Transmissible gastroenteritis virus was diagnosed as the cause of GIT disease for six cases that involved a single aetiological agent and one case that involved multiple aetiological agents (three per cent of total cases).

Discussion

Neonatal diarrhoea cases were most frequent during winter, a well-established finding in countries with harsh winters.

The major known pathogens that contributed to neonatal piglet diarrhoea from 2001 to 2010 were ETEC, rotavirus, C. perfringens and C. difficile. The combined GIT cases involving these pathogens contribute to more than half of the GIT cases submitted to the AHL.

In one-third of the GIT cases involving piglets less than a week of age, no causative agent was identified. The lack of diagnosis for some GIT cases is possibly due to inappropriate samples submitted to the diagnostic laboratory; piglets in the acute stage of disease have the highest pathogen load and therefore are more likely to yield diagnostically useful information.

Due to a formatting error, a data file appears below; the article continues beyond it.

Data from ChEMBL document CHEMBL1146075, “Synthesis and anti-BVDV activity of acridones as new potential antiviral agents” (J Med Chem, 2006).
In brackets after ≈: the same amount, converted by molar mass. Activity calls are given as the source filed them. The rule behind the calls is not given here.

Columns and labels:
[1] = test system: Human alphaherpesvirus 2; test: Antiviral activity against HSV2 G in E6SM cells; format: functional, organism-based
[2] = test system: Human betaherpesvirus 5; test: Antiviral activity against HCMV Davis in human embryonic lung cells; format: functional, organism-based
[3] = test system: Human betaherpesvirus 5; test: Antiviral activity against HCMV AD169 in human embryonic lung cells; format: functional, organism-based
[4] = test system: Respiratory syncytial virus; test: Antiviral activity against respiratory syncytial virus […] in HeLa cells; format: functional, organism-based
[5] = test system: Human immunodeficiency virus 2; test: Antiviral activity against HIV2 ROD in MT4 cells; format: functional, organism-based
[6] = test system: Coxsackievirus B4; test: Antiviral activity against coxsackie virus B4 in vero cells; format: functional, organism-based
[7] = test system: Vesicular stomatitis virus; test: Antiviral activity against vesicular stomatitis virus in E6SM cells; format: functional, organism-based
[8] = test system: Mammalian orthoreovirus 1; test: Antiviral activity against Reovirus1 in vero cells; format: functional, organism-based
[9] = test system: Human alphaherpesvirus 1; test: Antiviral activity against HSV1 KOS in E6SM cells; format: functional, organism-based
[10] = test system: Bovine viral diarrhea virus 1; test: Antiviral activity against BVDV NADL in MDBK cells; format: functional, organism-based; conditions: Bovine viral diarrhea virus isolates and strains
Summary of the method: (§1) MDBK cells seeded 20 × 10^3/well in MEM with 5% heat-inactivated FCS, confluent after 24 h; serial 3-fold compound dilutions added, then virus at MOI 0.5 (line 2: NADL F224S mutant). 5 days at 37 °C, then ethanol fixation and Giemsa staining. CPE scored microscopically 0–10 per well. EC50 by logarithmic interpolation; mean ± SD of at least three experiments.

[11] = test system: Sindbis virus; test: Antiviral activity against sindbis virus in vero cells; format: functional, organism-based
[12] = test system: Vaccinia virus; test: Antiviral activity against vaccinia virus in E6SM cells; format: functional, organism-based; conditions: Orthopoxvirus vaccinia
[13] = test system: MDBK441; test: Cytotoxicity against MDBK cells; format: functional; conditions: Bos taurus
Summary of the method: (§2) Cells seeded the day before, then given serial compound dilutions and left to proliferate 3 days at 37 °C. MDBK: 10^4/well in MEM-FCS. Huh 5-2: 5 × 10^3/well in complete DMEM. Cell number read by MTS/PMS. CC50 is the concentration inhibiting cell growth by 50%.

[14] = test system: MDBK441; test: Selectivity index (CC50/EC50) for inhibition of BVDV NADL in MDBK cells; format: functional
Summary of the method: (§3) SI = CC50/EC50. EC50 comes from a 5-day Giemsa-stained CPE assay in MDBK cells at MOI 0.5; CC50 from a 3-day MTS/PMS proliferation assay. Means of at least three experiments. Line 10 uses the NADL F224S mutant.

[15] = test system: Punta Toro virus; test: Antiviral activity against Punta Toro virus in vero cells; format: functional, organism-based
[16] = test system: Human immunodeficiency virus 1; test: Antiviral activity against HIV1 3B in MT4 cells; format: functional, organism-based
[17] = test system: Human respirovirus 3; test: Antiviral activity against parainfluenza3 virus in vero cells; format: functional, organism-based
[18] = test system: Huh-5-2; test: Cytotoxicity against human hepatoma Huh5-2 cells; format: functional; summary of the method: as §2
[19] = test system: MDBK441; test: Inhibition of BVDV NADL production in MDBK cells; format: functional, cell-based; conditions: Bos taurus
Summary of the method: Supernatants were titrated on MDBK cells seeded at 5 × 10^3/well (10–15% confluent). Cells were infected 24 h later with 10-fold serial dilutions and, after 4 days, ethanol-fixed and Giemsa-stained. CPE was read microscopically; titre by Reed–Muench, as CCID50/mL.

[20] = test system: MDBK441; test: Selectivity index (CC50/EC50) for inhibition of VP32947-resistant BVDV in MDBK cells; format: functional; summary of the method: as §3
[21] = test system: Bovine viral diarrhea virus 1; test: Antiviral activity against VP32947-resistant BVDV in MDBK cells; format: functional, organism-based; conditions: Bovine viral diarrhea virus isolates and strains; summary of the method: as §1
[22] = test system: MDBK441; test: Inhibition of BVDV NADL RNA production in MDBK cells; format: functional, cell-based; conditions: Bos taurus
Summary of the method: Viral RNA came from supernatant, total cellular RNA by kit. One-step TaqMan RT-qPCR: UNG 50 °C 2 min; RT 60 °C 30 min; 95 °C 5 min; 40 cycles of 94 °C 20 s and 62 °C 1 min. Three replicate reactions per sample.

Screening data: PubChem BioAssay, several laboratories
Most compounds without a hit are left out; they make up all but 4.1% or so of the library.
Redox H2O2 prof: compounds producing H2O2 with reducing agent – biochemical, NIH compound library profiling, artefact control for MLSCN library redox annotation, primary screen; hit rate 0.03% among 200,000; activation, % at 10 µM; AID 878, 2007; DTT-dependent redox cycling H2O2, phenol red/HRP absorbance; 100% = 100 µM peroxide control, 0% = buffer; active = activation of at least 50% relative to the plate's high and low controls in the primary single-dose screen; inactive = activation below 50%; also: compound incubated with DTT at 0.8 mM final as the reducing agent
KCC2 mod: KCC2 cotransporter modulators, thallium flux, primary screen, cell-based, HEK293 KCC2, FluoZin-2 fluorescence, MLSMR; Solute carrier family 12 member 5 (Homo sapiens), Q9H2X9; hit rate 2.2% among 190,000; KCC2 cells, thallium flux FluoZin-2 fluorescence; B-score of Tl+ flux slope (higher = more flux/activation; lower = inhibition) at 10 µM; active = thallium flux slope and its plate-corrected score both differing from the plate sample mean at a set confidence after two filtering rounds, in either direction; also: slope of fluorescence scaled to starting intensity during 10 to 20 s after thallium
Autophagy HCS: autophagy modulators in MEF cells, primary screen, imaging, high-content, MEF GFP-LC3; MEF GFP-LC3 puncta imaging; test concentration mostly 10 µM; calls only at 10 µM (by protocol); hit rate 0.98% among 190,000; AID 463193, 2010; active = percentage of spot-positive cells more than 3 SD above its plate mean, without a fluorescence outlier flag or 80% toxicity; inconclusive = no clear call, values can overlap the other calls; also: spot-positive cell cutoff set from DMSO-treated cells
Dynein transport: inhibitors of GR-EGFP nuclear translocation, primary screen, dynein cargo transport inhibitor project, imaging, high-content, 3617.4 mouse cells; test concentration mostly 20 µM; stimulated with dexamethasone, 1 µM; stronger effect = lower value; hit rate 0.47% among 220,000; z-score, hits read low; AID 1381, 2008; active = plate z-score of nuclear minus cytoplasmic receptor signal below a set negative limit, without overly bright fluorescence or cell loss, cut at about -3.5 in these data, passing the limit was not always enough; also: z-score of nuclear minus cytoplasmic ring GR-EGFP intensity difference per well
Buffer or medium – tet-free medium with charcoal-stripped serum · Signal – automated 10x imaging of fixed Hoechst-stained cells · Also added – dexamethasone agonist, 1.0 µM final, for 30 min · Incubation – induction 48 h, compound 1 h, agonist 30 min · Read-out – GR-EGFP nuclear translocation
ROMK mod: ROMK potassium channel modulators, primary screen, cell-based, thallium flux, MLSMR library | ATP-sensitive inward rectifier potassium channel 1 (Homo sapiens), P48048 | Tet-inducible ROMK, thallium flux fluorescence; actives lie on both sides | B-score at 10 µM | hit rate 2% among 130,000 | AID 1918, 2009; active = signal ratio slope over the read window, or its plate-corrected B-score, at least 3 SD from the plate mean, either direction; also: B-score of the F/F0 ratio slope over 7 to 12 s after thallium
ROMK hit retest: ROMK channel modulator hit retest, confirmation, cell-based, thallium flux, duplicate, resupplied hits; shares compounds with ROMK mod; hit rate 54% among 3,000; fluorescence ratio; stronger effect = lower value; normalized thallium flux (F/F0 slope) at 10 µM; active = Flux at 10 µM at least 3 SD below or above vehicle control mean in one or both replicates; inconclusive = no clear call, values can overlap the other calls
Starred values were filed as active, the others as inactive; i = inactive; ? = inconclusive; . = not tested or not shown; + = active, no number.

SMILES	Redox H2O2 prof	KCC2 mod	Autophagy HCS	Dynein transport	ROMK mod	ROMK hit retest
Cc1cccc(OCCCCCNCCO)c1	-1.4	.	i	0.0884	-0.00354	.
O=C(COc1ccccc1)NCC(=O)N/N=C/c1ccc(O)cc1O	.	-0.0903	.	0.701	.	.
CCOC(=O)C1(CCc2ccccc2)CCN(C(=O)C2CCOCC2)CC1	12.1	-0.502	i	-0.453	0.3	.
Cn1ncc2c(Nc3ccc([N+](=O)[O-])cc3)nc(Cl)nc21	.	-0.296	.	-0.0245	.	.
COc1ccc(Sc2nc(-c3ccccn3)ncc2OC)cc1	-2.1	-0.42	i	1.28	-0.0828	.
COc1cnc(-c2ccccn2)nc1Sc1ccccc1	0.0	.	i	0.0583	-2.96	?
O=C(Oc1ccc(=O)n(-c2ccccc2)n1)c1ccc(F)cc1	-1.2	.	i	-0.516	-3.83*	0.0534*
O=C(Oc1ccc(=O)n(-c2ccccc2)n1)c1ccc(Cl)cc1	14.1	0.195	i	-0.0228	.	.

There may be other unknown pathogens involved in the undiagnosed GIT cases submitted to the AHL and further investigation is required to determine the current causes of piglet diarrhoea in Ontario swine farms.

Conclusion

This study identified several current pathogens involved in neonatal diarrhoea for Ontario swine farms.

Clostridium difficile appears to be an emerging pathogen, and ETEC and rotavirus remain as pathogens of concern for neonatal piglet diarrhoea.

Further research in the diagnostic method of these pathogens may be useful in improving the diagnostic rate for GIT cases.

The data suggested that C. perfringens type A may be an important pathogen for neonatal piglet diarrhoea but the lack of specific diagnostic criteria made it difficult to determine the significance of isolating this bacteria from a pig with diarrhoea.

Acknowledgements: The research was funded by the Ontario Ministry of Agriculture Food and Rural Affairs, in part by a grant through the Animal Health Strategic Initiative.

Reference

Chan G., A. Farzan, J. DeLay, B. McEwen, J. Prescott, R. Friendship. 2014. Aetiological diagnosis of diarrhoea in neonatal piglets in Ontario between 2001 and 2010. Proceedings of 33rd Centralia Swine Research Update.

Further Reading

Read other papers from the Centralia Swine Research Update 2014 by clicking here.
Find out more about the diseases mentioned by clicking here.

May 2014